A 2001 description (Peer 2001:3) mentions slow processing, short-term memory, visual and auditory difficulties and sequencing as some of the additional difficulties dyslexics experience. This definition says of these children, ‘All have strengths’. A sound intervention should build on an assessment which has highlighted both strengths and weaknesses in the individual (Andreia et. al., 2004).

Reading and phonological skills are interrelated. Phonological skills do develop with reading but struggling readers do not get the same practice. Analysing what ‘good readers’ do can be misleading, non readers will of course have poor phonemic awareness. Nevertheless, studies looking at predictors of reading success give valuable insight. Muter et al (1998) found that letter knowledge and phonemic segmentation skills work together to advance a child’s proficiency in reading. As a result, both fluency around grapheme-phoneme correspondence and letter knowledge, must be taught. A study by Torgesen et al. (1999) indicated that the most effective one-to-one intervention includes direct and focused instruction in phonemic awareness and decoding (phonics).

It is useful to look at reading models to better understand the acquisition of reading.

In Frith’s 1985 model of reading, children learn to read whole words first, perhaps by their shape and form, using first and last letter clues – the logographic stage. They learn to read certain words by sight. It is thought that as they then learn the alphabet, this takes them naturally on to the next stage which is phonetically decoding or ‘sounding ‘out’. It is believed that dyslexic learners can become arrested in the logographic stage, as the alphabetic principle needs to be explicitly taught.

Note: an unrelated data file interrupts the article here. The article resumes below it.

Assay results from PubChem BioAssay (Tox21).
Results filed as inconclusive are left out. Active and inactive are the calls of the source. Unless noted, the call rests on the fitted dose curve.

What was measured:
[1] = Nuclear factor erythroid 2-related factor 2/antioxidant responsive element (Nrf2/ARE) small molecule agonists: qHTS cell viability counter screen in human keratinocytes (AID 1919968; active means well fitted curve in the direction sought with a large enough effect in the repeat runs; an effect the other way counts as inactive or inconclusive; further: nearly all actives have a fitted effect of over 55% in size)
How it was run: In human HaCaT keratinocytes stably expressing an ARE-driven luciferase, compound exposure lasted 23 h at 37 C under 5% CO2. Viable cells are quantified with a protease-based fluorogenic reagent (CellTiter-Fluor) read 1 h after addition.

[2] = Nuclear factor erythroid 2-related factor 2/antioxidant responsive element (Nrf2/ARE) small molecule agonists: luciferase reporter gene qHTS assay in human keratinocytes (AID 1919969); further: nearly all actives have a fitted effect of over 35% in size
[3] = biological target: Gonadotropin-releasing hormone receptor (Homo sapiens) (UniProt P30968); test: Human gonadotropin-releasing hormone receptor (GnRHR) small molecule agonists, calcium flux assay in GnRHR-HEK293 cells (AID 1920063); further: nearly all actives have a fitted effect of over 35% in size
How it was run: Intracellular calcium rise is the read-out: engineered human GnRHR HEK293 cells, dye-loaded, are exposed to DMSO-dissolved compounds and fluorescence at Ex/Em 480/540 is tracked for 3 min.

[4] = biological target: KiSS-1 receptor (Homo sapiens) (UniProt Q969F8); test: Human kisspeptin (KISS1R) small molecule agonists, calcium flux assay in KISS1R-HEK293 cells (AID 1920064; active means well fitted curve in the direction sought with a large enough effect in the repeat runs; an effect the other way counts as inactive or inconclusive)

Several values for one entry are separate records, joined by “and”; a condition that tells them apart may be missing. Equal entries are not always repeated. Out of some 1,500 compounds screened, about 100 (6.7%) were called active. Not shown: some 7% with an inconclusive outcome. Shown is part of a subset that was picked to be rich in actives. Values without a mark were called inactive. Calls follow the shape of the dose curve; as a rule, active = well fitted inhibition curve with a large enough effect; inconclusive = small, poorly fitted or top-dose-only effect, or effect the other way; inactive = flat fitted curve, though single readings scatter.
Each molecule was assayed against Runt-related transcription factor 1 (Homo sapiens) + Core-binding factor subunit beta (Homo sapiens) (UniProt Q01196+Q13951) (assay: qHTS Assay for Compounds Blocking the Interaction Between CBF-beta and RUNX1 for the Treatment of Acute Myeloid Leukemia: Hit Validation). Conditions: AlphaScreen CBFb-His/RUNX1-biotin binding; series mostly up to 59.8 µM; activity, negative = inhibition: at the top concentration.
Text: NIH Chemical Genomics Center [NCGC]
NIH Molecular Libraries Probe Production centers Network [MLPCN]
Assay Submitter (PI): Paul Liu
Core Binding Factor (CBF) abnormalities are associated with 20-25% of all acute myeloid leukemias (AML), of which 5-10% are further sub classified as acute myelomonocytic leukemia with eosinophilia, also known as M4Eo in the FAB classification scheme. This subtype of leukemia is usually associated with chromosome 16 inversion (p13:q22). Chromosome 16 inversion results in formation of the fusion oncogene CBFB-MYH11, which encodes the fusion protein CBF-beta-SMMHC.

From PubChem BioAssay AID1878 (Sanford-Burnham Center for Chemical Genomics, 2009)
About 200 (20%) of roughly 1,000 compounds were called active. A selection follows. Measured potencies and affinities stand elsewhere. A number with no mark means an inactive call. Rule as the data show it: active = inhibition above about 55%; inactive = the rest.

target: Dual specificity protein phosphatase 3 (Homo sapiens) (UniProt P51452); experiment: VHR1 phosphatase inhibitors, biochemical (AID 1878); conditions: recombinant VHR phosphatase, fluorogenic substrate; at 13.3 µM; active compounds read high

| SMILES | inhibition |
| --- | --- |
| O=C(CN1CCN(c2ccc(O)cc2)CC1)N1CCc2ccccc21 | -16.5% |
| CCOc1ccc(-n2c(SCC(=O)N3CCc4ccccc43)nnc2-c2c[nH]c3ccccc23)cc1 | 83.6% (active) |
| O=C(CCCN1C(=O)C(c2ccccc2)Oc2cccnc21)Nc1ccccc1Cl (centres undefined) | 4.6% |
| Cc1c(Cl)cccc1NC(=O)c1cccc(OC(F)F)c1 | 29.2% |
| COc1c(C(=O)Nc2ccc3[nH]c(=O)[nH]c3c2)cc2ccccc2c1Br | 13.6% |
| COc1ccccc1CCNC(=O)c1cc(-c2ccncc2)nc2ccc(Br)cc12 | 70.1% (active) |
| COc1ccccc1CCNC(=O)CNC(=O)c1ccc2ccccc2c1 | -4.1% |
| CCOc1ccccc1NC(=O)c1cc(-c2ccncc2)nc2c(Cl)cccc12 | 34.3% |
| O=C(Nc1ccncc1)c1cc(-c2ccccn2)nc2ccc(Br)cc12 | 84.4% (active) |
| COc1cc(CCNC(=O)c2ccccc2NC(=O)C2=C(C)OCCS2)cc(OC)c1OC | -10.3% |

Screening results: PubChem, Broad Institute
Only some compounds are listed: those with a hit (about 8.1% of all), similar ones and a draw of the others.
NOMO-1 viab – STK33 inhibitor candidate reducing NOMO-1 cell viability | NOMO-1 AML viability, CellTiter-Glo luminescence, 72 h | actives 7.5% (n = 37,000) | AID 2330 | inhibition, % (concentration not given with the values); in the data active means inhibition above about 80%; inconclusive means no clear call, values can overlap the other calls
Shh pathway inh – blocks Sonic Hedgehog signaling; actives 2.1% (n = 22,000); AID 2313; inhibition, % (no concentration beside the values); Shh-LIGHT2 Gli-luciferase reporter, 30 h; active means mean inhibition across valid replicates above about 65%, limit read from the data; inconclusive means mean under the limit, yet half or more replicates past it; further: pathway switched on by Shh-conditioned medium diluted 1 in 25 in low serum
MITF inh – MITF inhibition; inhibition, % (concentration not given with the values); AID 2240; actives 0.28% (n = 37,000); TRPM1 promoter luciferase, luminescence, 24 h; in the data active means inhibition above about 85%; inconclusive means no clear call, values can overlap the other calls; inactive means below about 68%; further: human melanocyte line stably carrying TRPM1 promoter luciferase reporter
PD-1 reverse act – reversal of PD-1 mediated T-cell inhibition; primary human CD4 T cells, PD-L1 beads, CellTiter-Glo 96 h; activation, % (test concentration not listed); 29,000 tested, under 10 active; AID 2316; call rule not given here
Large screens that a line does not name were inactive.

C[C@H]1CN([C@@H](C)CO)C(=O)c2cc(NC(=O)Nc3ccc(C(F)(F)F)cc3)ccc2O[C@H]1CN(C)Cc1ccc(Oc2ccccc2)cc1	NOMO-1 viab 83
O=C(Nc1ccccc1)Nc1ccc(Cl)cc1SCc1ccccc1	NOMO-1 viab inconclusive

Torgesen (2005), one of the most eminent researchers in the field, sums it up thus:

“We know…that it is possible to teach almost all children to accurately apply the alphabetic principle in decoding novel words, even if they have struggled to acquire this skill during the first 3–4 years of schooling”.

The Magnocellular theory (Stein, 2001) suggests that abnormal magnocells distort temporal processing – involving visual and auditory information. Difficulties might present in eye tracking, keeping place in text, transposing letters, reversing, and letter confusions e.g. b/d m/n. The latest expression of the theory suggests that as magnocells are present throughout our bodies, the cerebellum and co-ordination are implicated. This brings the theory closer to the Cerebellar theory (Nicolson and Fawcett). I have always felt the obsession with visual processing is a bit misleading as we read with our brain, not the eyes.

Stein (2008) claims that the differences in dyslexic profiles (visual, auditory, phonological, kinaesthetic, sequencing, memory and motor), are due to the particular magnocellular system they have inherited. It points to the need to tailor learning. Conquering Literacy has eye tracking exercises when a new letter or sound is introduced and this will help the learner to co-ordinate movement of the eyes. It will also help them build scanning skills for reading text.